Johnson kept busy with his label during the next couple of years and Beat Happening didn’t release anything until 1987’s single “Look Around,” which was followed by an EP recorded with their friends the Screaming Trees simply titled Beat Happening/Screaming Trees (1988  Homestead). Although the two bands’ sounds couldn’t be more different, they complemented each other surprisingly well with Beat Happening making Screaming Trees buckle down and write more concise songs, and Screaming Trees expanding Beat Happening’s limited scope. Beat Happening next released another EP in the UK called Crashing Through (1988 53rd & 3rd), before releasing their next full-length release, Jamboree (K/Sub Pop), in 1988. Produced by Steve Fisk of the instrumental combo Pell Mell and Lee Conner and Mark Lanegan from Screaming Trees, the album shows the band improving in their songwriting and expanding their sound in small degrees, while retaining their basic amateurish charm. Beat Happening’s unique sound had many critics trying to find a label for the band, who were at various times called “proto-punk” and “minimalist rock.” The band preferred the tag “love-rock.”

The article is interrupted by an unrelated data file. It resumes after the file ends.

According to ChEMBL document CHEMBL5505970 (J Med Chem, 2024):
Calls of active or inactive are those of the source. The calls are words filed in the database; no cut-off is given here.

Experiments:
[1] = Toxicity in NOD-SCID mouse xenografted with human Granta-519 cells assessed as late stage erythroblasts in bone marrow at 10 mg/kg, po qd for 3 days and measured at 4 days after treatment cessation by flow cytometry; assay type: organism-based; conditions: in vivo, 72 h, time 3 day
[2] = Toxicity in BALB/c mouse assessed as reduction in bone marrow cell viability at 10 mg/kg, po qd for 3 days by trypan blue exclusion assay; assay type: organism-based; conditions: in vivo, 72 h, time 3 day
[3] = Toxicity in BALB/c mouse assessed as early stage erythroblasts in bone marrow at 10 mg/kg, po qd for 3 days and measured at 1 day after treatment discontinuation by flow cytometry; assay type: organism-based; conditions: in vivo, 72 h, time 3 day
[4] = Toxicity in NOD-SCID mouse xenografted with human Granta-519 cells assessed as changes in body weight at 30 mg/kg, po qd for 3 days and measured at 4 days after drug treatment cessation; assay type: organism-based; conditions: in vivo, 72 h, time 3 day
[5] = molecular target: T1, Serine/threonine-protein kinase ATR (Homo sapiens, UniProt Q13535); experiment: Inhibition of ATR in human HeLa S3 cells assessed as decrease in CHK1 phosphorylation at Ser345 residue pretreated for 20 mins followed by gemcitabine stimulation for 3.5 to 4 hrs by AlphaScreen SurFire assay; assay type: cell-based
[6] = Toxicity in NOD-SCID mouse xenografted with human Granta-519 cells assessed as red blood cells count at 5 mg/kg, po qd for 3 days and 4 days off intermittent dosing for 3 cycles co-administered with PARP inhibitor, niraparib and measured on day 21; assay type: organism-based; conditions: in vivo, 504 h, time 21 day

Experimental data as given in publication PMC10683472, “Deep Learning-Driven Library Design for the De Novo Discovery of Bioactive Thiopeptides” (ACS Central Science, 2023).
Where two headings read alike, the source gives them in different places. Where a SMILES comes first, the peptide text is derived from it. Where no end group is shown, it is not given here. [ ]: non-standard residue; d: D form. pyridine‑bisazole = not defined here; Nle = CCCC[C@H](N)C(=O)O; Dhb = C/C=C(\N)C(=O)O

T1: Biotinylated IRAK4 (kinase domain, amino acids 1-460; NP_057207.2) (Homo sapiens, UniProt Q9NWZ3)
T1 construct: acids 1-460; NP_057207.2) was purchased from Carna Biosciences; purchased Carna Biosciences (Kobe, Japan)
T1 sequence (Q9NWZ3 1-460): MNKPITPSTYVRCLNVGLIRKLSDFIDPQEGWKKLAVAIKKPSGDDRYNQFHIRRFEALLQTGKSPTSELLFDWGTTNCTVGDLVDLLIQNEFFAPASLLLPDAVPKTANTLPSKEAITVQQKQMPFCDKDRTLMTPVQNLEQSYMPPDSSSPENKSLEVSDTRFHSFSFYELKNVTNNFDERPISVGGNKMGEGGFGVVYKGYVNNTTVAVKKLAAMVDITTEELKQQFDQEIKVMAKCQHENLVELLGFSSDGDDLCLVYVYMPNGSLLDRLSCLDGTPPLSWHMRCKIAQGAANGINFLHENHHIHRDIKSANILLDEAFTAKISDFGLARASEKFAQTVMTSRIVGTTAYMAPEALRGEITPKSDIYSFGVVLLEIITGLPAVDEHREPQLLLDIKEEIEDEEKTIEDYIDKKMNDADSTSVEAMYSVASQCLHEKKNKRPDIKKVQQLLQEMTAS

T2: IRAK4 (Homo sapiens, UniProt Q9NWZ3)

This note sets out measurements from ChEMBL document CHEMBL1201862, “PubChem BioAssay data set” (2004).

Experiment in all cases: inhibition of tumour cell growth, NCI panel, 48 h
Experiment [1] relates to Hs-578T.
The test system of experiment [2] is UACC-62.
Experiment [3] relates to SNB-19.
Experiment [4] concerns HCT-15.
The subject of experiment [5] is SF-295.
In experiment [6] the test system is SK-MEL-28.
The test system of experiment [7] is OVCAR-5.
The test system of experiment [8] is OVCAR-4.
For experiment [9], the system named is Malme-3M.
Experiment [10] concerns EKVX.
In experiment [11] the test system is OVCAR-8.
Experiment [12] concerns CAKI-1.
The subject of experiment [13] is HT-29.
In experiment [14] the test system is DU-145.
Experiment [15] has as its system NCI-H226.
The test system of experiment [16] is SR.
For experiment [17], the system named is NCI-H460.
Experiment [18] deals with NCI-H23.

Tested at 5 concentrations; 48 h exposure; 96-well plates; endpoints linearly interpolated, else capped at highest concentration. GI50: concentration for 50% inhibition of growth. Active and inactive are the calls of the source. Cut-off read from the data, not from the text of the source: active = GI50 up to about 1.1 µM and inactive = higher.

The group returned the next year with the album Black Candy (1989 K/Sub Pop), a darker and less focused set than Jamboree. Beat Happening waited until 1991 to release their next album, Dreamy (K/Sub Pop), which marked a maturing of their sound. The group, and Johnson’s label K,  were by this time leaders in the underground, anti-corporate label rock scene, and celebrated that fact by hosting the International Pop Underground Festival in Olympia in the summer of 1991. The festival featured over 50 independent bands, including Fugazi, Scrawl, Bikini Kill, L7, and Mecca Normal, to name just a few. Beat Happening followed up the next year with the album You Turn Me On (1992 K/Sub Pop), co-produced with former Young Marble Giants member Stuart Moxham. The influence of Young Marble Giants on You Turn Me On is more evident than ever before. The album shows Beat Happening maturing even more, featuring the use of multi-track over-dubbing for the first time in their career.

After You Turn Me On, not much more was heard from Beat Happening. The band maintains that they haven’t broken up and still practice on a fairly regular basis, but they have just decided not to record anymore — with the exception of the single released in 2000, “Angel Gone” (K). A box set compiling almost all of the band’s recorded material, Crashing Through (K), was released in 2002, and a collection of the band’s b-sides and rarities titled Music to Climb the Apple Tree By (K) was released in 2003. Calvin Johnson went on to form the Halo Benders with Doug Martsch from Built To Spill, and has also produced and appeared on many releases by his free-floating collective Dub Narcotic Sound System. Heather Lewis has stayed out of the spotlight in the years since Beat Happening stopped recording, and Bret Lunsford has stayed busy running his own record label, Knw-Yr-Own, and writing cultural criticism.